In the ancient navies, crews were composed not of galley slaves but of free men. In the Athenian case in particular, service in ships was the integral part of the military service provided by the lower classes, the thētai, although metics and hired foreigners were also accepted. Although it has been argued that slaves formed part of the rowing crew in the Sicilian Expedition, a typical Athenian trireme crew during the Peloponnesian War consisted of 80 citizens, 60 metics and 60 foreign hands. Indeed, in the few emergency cases where slaves were used to crew ships, these were deliberately set free, usually before being employed. For instance, the tyrant Dionysius I of Syracuse once set all slaves of Syracuse free to man his galleys, employing thus freedmen, but otherwise relied on citizens and foreigners as oarsmen.
In the Athenian navy, the crews enjoyed long practice in peacetime, becoming skilled professionals and ensuring Athens’ supremacy in naval warfare. The rowers were divided according to their positions in the ship into thranitai, zygitai, and thalamitai. According to the excavated Naval Inventories, lists of ships’ equipment compiled by the Athenian naval boards, there were:
62 thranitai in the top row (thranos means “deck”). They rowed through the parexeiresia, an outrigger which enabled the inclusion of the third row of oars without significant increase to the height and loss of stability of the ship. Greater demands were placed upon their strength and synchronization than on those of the other two rows.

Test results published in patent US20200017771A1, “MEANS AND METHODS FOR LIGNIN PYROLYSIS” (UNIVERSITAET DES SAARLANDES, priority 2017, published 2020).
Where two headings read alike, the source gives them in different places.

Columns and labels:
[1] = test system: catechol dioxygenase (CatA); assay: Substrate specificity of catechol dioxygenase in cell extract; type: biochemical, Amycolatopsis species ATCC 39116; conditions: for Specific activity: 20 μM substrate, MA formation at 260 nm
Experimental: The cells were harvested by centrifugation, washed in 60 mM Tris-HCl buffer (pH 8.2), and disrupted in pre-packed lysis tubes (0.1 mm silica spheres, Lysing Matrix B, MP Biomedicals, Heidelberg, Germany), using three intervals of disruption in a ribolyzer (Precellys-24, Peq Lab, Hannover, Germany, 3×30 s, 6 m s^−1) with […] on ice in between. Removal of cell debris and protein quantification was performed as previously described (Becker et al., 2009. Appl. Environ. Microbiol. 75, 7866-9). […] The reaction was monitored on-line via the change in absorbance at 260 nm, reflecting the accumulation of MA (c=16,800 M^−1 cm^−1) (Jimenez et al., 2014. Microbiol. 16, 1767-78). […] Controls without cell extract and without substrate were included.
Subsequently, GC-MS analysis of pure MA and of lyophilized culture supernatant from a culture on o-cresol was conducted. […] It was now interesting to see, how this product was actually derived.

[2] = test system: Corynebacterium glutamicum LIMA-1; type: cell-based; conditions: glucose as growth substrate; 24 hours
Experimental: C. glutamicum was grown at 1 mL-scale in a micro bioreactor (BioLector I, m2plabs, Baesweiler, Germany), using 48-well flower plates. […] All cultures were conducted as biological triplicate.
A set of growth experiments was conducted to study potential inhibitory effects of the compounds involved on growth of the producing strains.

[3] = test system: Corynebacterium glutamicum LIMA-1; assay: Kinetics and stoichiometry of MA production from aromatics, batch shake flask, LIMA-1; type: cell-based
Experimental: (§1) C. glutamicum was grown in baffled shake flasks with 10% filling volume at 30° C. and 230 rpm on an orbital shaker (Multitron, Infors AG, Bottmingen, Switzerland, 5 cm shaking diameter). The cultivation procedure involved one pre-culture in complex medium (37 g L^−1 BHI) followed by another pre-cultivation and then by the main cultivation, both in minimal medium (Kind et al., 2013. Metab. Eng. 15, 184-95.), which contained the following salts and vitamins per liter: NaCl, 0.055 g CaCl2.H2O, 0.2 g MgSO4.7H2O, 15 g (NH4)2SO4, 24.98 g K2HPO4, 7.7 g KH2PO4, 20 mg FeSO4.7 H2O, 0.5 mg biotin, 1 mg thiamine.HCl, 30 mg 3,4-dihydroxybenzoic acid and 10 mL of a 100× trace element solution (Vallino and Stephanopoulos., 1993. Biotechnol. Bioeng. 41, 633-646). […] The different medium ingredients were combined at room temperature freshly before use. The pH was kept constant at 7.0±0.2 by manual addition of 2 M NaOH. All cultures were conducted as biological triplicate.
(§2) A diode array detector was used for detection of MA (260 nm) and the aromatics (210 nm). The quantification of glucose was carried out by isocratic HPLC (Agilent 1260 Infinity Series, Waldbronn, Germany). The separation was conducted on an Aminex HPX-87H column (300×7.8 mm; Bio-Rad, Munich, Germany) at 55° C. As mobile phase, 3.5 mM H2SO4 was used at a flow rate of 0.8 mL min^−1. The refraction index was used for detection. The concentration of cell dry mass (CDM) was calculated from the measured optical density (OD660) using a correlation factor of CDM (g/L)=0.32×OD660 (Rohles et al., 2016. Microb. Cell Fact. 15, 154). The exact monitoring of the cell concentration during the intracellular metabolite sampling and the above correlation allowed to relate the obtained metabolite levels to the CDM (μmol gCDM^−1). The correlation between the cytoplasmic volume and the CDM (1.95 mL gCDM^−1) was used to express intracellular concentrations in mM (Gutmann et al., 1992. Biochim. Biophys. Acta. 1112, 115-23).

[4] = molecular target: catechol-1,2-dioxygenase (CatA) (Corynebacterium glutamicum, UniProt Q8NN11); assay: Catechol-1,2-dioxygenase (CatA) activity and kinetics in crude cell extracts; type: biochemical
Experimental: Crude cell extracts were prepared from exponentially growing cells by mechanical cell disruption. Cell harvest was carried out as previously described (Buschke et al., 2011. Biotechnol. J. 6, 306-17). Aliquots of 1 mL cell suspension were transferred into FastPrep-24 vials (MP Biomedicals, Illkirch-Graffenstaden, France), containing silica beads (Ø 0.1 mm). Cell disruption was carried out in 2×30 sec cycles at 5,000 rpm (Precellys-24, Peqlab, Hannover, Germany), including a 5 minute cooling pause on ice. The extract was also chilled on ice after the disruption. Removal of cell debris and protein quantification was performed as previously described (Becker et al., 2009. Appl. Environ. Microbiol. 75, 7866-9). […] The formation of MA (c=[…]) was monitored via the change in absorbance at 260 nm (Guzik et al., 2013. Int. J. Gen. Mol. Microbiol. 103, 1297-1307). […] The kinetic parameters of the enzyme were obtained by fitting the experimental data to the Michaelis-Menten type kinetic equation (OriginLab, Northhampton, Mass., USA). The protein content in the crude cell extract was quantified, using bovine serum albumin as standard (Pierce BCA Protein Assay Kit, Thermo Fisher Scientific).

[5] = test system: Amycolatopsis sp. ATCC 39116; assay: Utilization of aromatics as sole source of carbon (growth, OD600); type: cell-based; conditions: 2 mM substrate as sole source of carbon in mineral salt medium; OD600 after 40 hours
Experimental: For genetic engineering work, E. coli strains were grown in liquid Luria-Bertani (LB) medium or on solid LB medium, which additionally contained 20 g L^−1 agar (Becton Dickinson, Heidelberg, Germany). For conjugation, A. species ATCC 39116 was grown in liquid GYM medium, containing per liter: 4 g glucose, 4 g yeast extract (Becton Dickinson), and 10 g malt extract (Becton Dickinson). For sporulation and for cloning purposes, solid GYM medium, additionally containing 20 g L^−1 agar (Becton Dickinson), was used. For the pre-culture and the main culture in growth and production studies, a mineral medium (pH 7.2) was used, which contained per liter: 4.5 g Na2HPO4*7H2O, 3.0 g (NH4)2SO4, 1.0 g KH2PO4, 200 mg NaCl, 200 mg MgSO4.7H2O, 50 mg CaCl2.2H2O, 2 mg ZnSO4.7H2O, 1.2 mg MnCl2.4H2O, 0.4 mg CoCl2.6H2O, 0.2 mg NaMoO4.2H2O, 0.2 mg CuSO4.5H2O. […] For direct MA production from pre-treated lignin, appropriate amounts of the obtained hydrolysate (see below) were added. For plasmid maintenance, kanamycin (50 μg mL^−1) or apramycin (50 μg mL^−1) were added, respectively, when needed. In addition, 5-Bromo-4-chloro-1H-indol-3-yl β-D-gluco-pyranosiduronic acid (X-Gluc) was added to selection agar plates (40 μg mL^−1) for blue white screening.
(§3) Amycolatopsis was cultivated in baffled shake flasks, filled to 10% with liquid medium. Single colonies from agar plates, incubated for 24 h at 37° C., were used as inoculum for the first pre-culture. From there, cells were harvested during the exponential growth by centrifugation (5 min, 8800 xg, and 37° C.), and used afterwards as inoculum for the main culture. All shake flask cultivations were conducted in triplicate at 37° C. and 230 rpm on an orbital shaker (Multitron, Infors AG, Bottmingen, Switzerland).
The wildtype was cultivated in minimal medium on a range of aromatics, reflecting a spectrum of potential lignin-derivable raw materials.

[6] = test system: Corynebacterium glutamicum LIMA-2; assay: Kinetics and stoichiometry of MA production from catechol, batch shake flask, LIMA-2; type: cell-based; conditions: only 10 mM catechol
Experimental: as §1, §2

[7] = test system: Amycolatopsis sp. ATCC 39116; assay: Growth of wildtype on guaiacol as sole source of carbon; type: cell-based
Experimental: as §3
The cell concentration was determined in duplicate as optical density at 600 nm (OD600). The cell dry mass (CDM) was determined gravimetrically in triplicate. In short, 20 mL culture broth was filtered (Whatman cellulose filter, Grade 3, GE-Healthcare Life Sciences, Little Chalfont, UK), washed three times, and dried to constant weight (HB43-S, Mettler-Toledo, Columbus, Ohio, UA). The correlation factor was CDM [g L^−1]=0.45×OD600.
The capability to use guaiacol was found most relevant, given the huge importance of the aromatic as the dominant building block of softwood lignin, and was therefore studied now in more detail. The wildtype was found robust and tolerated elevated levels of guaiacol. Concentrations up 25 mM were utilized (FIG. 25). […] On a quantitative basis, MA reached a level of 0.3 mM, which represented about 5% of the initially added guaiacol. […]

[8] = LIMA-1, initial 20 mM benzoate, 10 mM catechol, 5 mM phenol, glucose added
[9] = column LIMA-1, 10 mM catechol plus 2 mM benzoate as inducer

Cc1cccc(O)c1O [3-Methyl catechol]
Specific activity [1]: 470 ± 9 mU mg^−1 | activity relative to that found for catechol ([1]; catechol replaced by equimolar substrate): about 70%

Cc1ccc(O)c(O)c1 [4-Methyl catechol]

54 zygitai in the middle row, named after the beams (zygoi) on which they sat.
54 thalamitai or thalamioi in the lowest row, (thalamos means “hold”). Their position was certainly the most uncomfortable, being underneath their colleagues and also exposed to the water entering through the oarholes, despite the use of the askōma, a leather sleeve through which the oar emerged.
Most of the rowers (108 of the 170 – the zygitai and thalamitai), due to the design of the ship, were unable to see the water and therefore, rowed blindly, therefore coordinating the rowing required great skill and practice. It is not known exactly how this was done, but there are literary and visual references to the use of gestures and pipe playing to convey orders to rowers. In the sea trials of the reconstruction Olympias, it was evident that this was a difficult problem to solve, given the amount of noise that a full rowing crew generated. In Aristophanes’ play The Frogs two different rowing chants can be found: “ryppapai” and “o opop”, both corresponding quite well to the sound and motion of the oar going through its full cycle.